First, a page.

Yes, your history is rapidly filling up with the noble deeds of your men. But we diplomats, we foreign diplomats, do not understand your politics. I am speaking of myself—perhaps I should be going too far thus to refer to my colleagues, who are more learned than I am—but, speaking for myself, I do not understand your politics. Your politics are too complicated for me. For instance, I have not been able to master the intricacies of “sixteen to one’’ and the “full dinner-pail.” These things are too deep for my dull understanding. But I understand this, whichever political party may reign in the White House, the glory of the Stars and Stripes will not in any event grow dim. As long as you remain the people who form this administration, headed by that noble, humane, and level-headed man who is now your President—I say, as long as you have such men at the head of your government, your great nation will continue to command the respect of all the other nations of the world.
Gentlemen, I will not occupy your time much longer, and in concluding will say that Senator Daniel, in concluding his speech, expressed the hope that the city of Washington will be in course of time the capital of a universal republic. When I heard this I could not understand, but when I came home I pondered over it, and I think I have found out his deep meaning. The meaning, if I am not mistaken, is this—that the position, the high position, and the just policy of your nation will be in course of time recognized and will prevail among all different nations, so that the city of Washington will become in the near future the seat of universal peace, justice, and truth. When that day comes, and I hope it will not be far distant, the superior men of this country, of which the members of this club form an element, will have much to do, and will take a prominent part in bringing about that happy state of things.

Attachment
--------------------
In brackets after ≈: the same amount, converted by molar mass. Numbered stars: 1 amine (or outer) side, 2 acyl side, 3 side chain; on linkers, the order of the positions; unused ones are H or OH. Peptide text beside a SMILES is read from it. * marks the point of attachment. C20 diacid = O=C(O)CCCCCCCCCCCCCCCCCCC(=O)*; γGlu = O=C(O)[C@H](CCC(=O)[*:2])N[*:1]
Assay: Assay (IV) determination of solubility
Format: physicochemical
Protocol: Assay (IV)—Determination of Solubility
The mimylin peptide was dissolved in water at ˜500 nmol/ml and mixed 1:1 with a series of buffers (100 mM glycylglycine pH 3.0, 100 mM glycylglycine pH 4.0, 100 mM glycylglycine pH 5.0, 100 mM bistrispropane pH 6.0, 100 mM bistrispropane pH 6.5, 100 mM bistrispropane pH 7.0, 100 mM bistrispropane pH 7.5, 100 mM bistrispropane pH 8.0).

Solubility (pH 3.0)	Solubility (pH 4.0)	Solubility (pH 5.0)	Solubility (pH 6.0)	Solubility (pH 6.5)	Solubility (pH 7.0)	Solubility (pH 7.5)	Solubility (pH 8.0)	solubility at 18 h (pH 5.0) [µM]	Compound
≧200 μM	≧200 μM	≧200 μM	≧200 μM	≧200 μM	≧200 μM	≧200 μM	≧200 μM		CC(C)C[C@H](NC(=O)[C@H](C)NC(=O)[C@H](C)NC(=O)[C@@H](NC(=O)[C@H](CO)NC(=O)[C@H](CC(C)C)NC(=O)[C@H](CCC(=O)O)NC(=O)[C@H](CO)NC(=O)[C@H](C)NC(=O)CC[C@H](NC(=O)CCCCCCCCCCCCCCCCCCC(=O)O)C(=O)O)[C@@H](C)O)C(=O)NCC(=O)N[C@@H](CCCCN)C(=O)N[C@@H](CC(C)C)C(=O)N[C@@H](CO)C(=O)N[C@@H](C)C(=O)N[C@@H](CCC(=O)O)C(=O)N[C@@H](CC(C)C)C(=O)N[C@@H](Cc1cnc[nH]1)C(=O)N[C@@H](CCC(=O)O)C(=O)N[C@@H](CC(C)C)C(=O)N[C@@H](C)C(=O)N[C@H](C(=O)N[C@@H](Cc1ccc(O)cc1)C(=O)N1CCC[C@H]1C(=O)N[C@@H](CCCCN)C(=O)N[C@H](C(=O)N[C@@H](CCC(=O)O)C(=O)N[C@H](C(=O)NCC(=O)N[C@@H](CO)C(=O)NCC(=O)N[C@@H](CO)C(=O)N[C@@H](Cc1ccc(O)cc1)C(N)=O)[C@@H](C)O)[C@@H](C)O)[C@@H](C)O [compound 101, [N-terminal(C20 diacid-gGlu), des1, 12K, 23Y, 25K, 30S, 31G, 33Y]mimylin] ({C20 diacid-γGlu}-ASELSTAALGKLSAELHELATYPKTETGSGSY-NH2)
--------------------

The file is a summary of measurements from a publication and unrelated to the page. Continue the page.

Gentlemen, I thank you for your courtesy and the honor you have done me.
JOHN MITCHELL (1869 ——)
F the representatives of the workingmen at the opening of the 0 twentieth century none was more zealous for the advancement of his fellow-artisans, or more widely known to the people alike of America and Europe, than John Mitchell, President of the United Mine Workers, and leader in the great strike of the anthracite coal miners in 1902, the most famous event of the new century in the world of industry. A miner himself—he entered the mines of Illinois at the age of thirteen—Mitchell early joined the Knights of Labor, studied at night to gain what education he could, read all the books he could find on sociological subjects and, in every way available, fitted himself for his future career. His native powers and genius for organization told. Joining the United Mine Workers in 1890, when twenty-one years of age, he was made vice-president of the organization in January, 1892, and president in the following January. This presidency which he has held for so many years is of an organization of over 300,000 members. He led the soft coal miners successfully through the great strike of 1897, and the hard coal miners through that of 1892, and is looked upon by working men and capitalists alike as a genius in organization and a Napoleon in the management of an industrial convulsion.
As an orator, Mr. Mitchell is not given to the passionate declamation so commonly indulged in by popular leaders, but confines himself to logical treatment of the question at issue, expressed in language so simple that even the breaker boys of the mine can follow him with interest and understanding. He is always cool and self-possessed, never permits himself to become flustered or thrown into a passion, and in all the difficult situations arising from the great coal strike,